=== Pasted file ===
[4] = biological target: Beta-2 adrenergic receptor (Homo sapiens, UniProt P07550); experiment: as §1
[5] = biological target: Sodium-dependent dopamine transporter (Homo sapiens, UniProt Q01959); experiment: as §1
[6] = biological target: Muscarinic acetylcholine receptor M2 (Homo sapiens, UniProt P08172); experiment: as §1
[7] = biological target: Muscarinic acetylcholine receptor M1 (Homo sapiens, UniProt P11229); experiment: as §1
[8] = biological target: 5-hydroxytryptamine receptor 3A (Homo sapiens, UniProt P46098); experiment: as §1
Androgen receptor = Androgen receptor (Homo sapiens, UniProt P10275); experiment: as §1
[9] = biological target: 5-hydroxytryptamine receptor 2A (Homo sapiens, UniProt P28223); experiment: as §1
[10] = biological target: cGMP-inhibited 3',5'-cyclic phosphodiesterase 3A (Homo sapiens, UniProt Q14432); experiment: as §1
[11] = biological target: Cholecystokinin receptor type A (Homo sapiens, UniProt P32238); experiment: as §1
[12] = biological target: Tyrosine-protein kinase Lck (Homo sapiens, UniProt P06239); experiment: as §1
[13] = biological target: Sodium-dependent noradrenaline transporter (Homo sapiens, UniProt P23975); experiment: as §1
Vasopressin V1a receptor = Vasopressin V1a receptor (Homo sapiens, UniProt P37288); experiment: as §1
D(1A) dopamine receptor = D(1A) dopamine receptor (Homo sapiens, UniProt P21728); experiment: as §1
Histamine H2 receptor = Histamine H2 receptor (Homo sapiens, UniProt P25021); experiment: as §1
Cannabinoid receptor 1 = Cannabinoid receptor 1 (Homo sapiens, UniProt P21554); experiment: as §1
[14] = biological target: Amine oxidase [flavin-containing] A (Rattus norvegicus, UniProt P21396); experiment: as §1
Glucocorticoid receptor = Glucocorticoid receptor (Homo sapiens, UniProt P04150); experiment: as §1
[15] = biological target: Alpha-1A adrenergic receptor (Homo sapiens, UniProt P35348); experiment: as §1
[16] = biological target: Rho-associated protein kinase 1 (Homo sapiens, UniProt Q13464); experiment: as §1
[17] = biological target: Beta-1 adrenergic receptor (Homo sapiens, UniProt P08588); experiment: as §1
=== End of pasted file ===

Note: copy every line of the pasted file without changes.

[4] = biological target: Beta-2 adrenergic receptor (Homo sapiens, UniProt P07550); experiment: as §1
[5] = biological target: Sodium-dependent dopamine transporter (Homo sapiens, UniProt Q01959); experiment: as §1
[6] = biological target: Muscarinic acetylcholine receptor M2 (Homo sapiens, UniProt P08172); experiment: as §1
[7] = biological target: Muscarinic acetylcholine receptor M1 (Homo sapiens, UniProt P11229); experiment: as §1
[8] = biological target: 5-hydroxytryptamine receptor 3A (Homo sapiens, UniProt P46098); experiment: as §1
Androgen receptor = Androgen receptor (Homo sapiens, UniProt P10275); experiment: as §1
[9] = biological target: 5-hydroxytryptamine receptor 2A (Homo sapiens, UniProt P28223); experiment: as §1
[10] = biological target: cGMP-inhibited 3',5'-cyclic phosphodiesterase 3A (Homo sapiens, UniProt Q14432); experiment: as §1
[11] = biological target: Cholecystokinin receptor type A (Homo sapiens, UniProt P32238); experiment: as §1
[12] = biological target: Tyrosine-protein kinase Lck (Homo sapiens, UniProt P06239); experiment: as §1
[13] = biological target: Sodium-dependent noradrenaline transporter (Homo sapiens, UniProt P23975); experiment: as §1
Vasopressin V1a receptor = Vasopressin V1a receptor (Homo sapiens, UniProt P37288); experiment: as §1
D(1A) dopamine receptor = D(1A) dopamine receptor (Homo sapiens, UniProt P21728); experiment: as §1
Histamine H2 receptor = Histamine H2 receptor (Homo sapiens, UniProt P25021); experiment: as §1
Cannabinoid receptor 1 = Cannabinoid receptor 1 (Homo sapiens, UniProt P21554); experiment: as §1
[14] = biological target: Amine oxidase [flavin-containing] A (Rattus norvegicus, UniProt P21396); experiment: as §1
Glucocorticoid receptor = Glucocorticoid receptor (Homo sapiens, UniProt P04150); experiment: as §1
[15] = biological target: Alpha-1A adrenergic receptor (Homo sapiens, UniProt P35348); experiment: as §1
[16] = biological target: Rho-associated protein kinase 1 (Homo sapiens, UniProt Q13464); experiment: as §1
[17] = biological target: Beta-1 adrenergic receptor (Homo sapiens, UniProt P08588); experiment: as §1